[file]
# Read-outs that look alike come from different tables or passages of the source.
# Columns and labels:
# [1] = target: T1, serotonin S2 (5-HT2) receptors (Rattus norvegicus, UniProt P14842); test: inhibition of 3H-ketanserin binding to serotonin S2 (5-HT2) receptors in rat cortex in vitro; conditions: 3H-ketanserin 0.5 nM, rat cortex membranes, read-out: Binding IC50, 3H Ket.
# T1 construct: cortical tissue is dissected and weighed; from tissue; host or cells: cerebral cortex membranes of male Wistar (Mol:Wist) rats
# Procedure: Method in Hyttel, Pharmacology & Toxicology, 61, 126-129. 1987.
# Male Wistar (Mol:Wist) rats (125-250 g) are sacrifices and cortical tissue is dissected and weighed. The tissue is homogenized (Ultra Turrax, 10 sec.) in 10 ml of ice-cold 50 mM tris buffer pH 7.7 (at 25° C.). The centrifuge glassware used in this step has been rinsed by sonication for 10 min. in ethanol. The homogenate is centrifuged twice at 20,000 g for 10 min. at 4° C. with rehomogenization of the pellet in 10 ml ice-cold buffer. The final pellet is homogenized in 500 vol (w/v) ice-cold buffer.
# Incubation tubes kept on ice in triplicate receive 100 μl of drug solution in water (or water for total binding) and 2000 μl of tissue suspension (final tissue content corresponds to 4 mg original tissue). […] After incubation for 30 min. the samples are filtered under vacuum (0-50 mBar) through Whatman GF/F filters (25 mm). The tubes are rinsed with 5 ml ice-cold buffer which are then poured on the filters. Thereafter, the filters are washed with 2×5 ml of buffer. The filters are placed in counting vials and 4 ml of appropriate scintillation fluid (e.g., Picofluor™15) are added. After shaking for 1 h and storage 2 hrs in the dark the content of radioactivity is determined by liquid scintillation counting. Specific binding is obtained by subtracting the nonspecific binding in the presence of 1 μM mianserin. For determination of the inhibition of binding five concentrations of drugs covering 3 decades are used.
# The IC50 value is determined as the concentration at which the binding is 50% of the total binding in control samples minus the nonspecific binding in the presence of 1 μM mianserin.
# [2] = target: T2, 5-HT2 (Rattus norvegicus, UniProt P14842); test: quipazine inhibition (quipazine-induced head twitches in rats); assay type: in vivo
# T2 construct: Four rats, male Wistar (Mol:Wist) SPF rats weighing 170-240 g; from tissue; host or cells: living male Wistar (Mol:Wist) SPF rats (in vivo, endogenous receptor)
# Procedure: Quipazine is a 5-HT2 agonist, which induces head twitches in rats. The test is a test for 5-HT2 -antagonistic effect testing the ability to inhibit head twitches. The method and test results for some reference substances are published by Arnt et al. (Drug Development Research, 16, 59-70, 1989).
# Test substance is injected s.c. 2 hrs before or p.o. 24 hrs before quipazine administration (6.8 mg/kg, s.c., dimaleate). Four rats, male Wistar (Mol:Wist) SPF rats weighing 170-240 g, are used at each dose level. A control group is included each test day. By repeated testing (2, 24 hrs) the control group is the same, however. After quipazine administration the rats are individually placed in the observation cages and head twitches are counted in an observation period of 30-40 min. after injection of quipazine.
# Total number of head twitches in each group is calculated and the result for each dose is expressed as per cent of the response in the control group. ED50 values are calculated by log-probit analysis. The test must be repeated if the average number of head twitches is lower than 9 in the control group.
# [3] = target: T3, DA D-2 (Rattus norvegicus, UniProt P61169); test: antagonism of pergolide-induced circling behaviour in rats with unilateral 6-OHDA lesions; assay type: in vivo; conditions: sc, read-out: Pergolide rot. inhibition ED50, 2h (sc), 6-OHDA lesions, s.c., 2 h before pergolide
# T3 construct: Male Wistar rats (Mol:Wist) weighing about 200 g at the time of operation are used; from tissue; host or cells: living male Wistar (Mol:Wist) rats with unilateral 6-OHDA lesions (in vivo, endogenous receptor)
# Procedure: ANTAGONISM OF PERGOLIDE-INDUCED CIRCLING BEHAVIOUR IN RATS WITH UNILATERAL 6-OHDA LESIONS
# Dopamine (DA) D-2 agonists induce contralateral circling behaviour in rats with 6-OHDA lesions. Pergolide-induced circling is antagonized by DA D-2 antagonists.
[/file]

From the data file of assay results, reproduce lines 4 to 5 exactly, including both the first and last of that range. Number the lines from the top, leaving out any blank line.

# T1 construct: cortical tissue is dissected and weighed; from tissue; host or cells: cerebral cortex membranes of male Wistar (Mol:Wist) rats
# Procedure: Method in Hyttel, Pharmacology & Toxicology, 61, 126-129. 1987.